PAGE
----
Cyclacel Pharmaceuticals, Inc. (Nasdaq:CYCC, Nasdaq:CYCCP) ("Cyclacel" or the "Company"), a biopharmaceutical company developing innovative medicines based on cancer biology, announced the initiation of a Phase 1b/2 investigator-sponsored clinical trial to evaluate the safety and effectiveness of sapacitabine in combination with olaparib in patients with BRCA mutant breast cancer. The trial will be conducted at the Dana-Farber Cancer Institute with collaborators Cyclacel and AstraZeneca providing sapacitabine investigational drug and the approved PARP-inhibitor olaparib (LynparzaTM), respectively.
“Despite advancements in the treatment of BRCA positive breast cancer, we are continually searching for ways to improve on the standard of care for this disease which carries a poor prognosis for the majority of individuals,” said Sara M. Tolaney, MD, MPH, instructor of medicine, Harvard Medical School, attending physician of medical oncology, Dana-Farber Cancer Institute and Principal Investigator of the study. “PARP inhibitor monotherapy is the current standard of care for breast and ovarian cancers with homologous recombination deficient (HRD) cancers, which include those positive for BRCA mutations. The study will help determine if the all-oral combination of sapacitabine and olaparib could provide additional benefit to these patients for whom limited treatment options exist.”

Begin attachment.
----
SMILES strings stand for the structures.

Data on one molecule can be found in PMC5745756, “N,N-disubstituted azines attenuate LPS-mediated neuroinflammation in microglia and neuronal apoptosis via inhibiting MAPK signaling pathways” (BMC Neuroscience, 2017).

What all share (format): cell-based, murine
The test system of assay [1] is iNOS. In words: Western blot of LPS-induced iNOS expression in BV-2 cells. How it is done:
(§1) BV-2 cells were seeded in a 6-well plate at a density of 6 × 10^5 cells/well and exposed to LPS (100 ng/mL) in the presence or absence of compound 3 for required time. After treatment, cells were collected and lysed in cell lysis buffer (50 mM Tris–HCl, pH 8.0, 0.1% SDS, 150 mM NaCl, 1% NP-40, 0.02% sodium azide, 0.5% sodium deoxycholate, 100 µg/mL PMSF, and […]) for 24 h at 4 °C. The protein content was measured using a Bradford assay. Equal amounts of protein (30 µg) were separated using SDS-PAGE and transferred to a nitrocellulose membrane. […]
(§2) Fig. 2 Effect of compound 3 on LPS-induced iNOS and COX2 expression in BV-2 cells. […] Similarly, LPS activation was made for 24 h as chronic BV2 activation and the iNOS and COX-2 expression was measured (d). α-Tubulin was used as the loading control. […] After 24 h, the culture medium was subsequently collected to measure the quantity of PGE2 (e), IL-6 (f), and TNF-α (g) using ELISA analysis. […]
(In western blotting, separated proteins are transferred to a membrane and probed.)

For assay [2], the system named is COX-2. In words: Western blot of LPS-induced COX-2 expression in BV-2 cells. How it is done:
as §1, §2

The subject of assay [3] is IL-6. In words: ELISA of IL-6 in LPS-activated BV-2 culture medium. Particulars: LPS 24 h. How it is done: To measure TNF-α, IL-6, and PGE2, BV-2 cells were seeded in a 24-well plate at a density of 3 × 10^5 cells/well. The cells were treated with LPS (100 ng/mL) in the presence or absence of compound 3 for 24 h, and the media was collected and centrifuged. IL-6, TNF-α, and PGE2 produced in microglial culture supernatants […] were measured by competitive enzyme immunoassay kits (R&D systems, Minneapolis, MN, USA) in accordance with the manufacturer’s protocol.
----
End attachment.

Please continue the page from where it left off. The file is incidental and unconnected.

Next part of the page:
“Preclinical data support additivity or synergy of sapacitabine with PARP inhibitors. We believe that dual targeting of the DNA damage response pathway with the addition of sapacitabine to olaparib may enhance the efficacy of the current standard of care for patients with BRCA positive breast cancer,” said Spiro Rombotis, President and Chief Executive Officer of Cyclacel. “We are excited about this collaboration and the potential to improve outcomes for a difficult to treat patient population with a convenient, orally administered drug combination.”
The investigator-sponsored Phase 1b/2 study will enroll approximately 64 patients with breast cancer and BRCA1 or BRCA2 mutation. The primary endpoints are to determine maximum tolerated dose, recommended Phase 2 dose and objective response rate. Progression-free survival will be assessed as a secondary endpoint. The first of two parts of the study will assess safety and tolerability of escalating doses of the combination. The second part will assess efficacy of the recommended Phase 2 dose in 18 patients. If a prespecified number of these patients achieve a complete or partial response per RECIST 1.1 criteria, the study will be expanded to a further 28 patients (www.clinicaltrials.gov, NCT03641755).